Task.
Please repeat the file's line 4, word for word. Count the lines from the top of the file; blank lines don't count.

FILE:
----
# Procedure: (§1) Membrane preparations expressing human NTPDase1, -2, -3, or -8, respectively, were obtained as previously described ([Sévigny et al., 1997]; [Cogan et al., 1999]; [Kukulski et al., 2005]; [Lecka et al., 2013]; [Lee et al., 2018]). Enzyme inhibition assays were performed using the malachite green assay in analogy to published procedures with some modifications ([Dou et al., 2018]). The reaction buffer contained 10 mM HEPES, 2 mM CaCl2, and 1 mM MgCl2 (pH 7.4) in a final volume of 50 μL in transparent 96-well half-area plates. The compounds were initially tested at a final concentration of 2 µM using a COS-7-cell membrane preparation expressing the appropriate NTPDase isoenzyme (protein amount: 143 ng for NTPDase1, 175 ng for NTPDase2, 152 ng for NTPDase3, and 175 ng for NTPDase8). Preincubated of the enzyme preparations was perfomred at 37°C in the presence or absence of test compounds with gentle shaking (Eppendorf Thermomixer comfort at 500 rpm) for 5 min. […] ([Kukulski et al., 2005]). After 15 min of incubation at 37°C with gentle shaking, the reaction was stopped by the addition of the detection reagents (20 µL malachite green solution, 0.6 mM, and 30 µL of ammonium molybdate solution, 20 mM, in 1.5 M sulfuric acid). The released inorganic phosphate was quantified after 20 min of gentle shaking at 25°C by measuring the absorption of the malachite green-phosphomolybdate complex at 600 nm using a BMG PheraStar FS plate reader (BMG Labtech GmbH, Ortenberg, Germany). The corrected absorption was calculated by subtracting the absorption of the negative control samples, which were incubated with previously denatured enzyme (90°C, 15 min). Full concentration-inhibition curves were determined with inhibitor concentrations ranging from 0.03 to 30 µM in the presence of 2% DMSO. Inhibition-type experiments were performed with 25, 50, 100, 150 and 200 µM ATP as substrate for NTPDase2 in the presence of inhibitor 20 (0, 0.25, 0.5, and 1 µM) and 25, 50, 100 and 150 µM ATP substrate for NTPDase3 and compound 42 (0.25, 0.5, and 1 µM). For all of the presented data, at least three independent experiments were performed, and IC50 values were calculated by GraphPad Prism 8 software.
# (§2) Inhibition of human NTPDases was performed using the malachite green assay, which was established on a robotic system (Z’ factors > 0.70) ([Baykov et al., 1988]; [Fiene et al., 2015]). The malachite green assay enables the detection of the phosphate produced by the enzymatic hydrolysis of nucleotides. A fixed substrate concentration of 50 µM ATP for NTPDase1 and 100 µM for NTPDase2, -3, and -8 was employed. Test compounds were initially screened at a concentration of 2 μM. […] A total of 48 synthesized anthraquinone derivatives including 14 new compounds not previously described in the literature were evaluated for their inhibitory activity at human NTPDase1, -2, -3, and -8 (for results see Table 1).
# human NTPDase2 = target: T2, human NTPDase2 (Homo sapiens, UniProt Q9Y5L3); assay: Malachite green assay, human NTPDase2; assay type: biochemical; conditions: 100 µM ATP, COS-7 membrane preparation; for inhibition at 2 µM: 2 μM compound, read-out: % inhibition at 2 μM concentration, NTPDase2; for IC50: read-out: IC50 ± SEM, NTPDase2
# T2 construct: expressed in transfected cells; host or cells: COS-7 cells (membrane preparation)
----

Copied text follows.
# T2 construct: expressed in transfected cells; host or cells: COS-7 cells (membrane preparation)